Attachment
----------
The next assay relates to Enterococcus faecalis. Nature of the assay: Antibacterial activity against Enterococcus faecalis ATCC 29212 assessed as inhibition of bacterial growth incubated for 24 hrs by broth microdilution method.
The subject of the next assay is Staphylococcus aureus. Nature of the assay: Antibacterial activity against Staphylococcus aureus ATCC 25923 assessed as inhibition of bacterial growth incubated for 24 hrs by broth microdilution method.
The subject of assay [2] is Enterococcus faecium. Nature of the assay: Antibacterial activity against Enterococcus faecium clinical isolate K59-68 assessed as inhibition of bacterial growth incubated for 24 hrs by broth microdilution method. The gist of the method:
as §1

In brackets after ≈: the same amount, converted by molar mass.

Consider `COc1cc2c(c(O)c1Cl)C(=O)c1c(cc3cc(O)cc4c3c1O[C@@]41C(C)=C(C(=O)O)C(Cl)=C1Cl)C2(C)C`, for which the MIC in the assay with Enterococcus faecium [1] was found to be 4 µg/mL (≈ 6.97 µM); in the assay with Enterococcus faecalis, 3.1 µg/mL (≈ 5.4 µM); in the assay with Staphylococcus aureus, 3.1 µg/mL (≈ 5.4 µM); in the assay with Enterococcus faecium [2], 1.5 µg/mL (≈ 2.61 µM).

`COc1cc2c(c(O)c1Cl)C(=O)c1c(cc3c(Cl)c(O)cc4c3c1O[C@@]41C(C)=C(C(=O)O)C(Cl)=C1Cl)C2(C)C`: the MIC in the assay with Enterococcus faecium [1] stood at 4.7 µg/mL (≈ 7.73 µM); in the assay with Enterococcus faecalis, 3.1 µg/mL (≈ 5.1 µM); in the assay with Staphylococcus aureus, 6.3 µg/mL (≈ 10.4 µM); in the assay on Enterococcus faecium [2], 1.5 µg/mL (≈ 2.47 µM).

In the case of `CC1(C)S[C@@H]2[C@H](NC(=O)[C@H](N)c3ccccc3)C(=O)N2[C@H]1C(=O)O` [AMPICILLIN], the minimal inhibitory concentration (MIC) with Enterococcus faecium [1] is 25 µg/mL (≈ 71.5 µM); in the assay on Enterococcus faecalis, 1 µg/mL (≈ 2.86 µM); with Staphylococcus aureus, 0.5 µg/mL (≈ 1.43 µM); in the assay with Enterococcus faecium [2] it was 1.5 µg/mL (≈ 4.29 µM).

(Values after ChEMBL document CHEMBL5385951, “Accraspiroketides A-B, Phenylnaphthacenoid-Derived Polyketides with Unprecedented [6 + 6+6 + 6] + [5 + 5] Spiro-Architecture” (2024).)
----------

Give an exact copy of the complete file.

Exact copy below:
The next assay relates to Enterococcus faecalis. Nature of the assay: Antibacterial activity against Enterococcus faecalis ATCC 29212 assessed as inhibition of bacterial growth incubated for 24 hrs by broth microdilution method.
The subject of the next assay is Staphylococcus aureus. Nature of the assay: Antibacterial activity against Staphylococcus aureus ATCC 25923 assessed as inhibition of bacterial growth incubated for 24 hrs by broth microdilution method.
The subject of assay [2] is Enterococcus faecium. Nature of the assay: Antibacterial activity against Enterococcus faecium clinical isolate K59-68 assessed as inhibition of bacterial growth incubated for 24 hrs by broth microdilution method. The gist of the method:
as §1

In brackets after ≈: the same amount, converted by molar mass.

Consider `COc1cc2c(c(O)c1Cl)C(=O)c1c(cc3cc(O)cc4c3c1O[C@@]41C(C)=C(C(=O)O)C(Cl)=C1Cl)C2(C)C`, for which the MIC in the assay with Enterococcus faecium [1] was found to be 4 µg/mL (≈ 6.97 µM); in the assay with Enterococcus faecalis, 3.1 µg/mL (≈ 5.4 µM); in the assay with Staphylococcus aureus, 3.1 µg/mL (≈ 5.4 µM); in the assay with Enterococcus faecium [2], 1.5 µg/mL (≈ 2.61 µM).

`COc1cc2c(c(O)c1Cl)C(=O)c1c(cc3c(Cl)c(O)cc4c3c1O[C@@]41C(C)=C(C(=O)O)C(Cl)=C1Cl)C2(C)C`: the MIC in the assay with Enterococcus faecium [1] stood at 4.7 µg/mL (≈ 7.73 µM); in the assay with Enterococcus faecalis, 3.1 µg/mL (≈ 5.1 µM); in the assay with Staphylococcus aureus, 6.3 µg/mL (≈ 10.4 µM); in the assay on Enterococcus faecium [2], 1.5 µg/mL (≈ 2.47 µM).

In the case of `CC1(C)S[C@@H]2[C@H](NC(=O)[C@H](N)c3ccccc3)C(=O)N2[C@H]1C(=O)O` [AMPICILLIN], the minimal inhibitory concentration (MIC) with Enterococcus faecium [1] is 25 µg/mL (≈ 71.5 µM); in the assay on Enterococcus faecalis, 1 µg/mL (≈ 2.86 µM); with Staphylococcus aureus, 0.5 µg/mL (≈ 1.43 µM); in the assay with Enterococcus faecium [2] it was 1.5 µg/mL (≈ 4.29 µM).

(Values after ChEMBL document CHEMBL5385951, “Accraspiroketides A-B, Phenylnaphthacenoid-Derived Polyketides with Unprecedented [6 + 6+6 + 6] + [5 + 5] Spiro-Architecture” (2024).)